Post-Trip: The post-trip end of DVIR is where the real work usually happens. At the end of each day, the driver must file a detailed written DVIR listing any condition he or she discovered that might compromise the safety or integrity of the vehicle. If they require immediate attention, these must be dealt with and certifications issued for each repair. Conversely, the driver must confirm in the report if any defects found do not need to be addressed urgently or if no such defects were found at all. Naturally, such a review of any outstanding damages will be conducted again before the vehicle is sent out (see above).
Sure, all these inspection points and processes sound like a major headache. But rest assured, it all has a very important part to play in keeping your business running smoothly and as safely as possible. In fact, even though DVIR is mandatory for your business, the entire process does offer a ton of benefits for your business. Here are just a few to consider.
Stay updated on maintenance: Small tasks like checking oil levels and changing lights might not take a lot of time out of your drivers’ day, but they do ensure that your vehicles are properly maintained, thus extending the number of years they’ll remain in peak condition.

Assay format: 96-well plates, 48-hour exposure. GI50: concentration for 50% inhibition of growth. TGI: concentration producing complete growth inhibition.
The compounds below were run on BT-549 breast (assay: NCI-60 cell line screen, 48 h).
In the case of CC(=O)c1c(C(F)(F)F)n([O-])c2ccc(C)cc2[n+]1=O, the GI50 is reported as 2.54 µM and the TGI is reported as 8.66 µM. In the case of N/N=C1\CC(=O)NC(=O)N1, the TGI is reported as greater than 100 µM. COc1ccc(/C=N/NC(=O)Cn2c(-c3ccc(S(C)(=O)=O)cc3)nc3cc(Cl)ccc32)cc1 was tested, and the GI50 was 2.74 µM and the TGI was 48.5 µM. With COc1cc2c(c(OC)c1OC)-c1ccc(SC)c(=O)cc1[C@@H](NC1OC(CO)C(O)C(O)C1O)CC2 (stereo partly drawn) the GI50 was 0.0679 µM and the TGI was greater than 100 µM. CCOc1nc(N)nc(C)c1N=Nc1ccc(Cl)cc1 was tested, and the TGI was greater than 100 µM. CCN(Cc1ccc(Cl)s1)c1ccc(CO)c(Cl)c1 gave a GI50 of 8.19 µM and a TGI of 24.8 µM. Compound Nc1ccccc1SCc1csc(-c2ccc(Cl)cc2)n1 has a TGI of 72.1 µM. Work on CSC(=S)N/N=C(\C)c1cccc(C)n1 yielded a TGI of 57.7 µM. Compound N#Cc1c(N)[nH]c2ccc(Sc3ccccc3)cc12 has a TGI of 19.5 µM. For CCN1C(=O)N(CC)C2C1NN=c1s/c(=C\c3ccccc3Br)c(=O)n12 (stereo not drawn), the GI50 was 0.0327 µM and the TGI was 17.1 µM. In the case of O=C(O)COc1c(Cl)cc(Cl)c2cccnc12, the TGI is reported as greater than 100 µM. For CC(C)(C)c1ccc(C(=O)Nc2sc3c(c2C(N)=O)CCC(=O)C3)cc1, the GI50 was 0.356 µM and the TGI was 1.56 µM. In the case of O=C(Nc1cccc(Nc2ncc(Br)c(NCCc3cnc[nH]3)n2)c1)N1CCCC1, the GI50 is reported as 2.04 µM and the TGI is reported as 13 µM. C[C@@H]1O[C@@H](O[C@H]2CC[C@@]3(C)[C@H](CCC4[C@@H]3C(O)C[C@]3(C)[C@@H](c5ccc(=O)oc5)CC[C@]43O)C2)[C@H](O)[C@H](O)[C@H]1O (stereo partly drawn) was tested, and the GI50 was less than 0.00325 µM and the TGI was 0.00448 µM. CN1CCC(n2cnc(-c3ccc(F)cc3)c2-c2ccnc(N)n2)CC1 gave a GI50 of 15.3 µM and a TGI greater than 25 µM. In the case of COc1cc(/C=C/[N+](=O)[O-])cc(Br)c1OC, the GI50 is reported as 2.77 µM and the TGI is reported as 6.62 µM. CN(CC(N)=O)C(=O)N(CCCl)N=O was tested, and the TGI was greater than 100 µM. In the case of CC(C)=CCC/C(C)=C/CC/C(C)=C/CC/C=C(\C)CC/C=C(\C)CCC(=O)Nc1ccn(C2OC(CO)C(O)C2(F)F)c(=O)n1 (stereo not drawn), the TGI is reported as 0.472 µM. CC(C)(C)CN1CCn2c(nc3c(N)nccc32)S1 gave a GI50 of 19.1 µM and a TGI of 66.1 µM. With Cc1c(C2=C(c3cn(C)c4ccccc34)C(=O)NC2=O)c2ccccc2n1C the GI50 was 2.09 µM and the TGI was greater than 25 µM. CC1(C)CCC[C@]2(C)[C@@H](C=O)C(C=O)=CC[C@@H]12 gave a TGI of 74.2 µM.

Reduced chance of tickets: Because your drivers remain on top of those small maintenance tasks, their vehicles are far less likely to get dinged by the authorities for simply having a tail light out or failing to have a working turn signal. Once you take a moment to consider the extent of DVIR, you’ll be amazed at how it affects every element of your business.
Fewer accidents: Safety is the ultimate goal of DVIR. So it’s no surprise that thorough inspection that rules out many of the causes of traffic accidents will have a direct effect on the number of on-road issues your fleet will face over the big picture.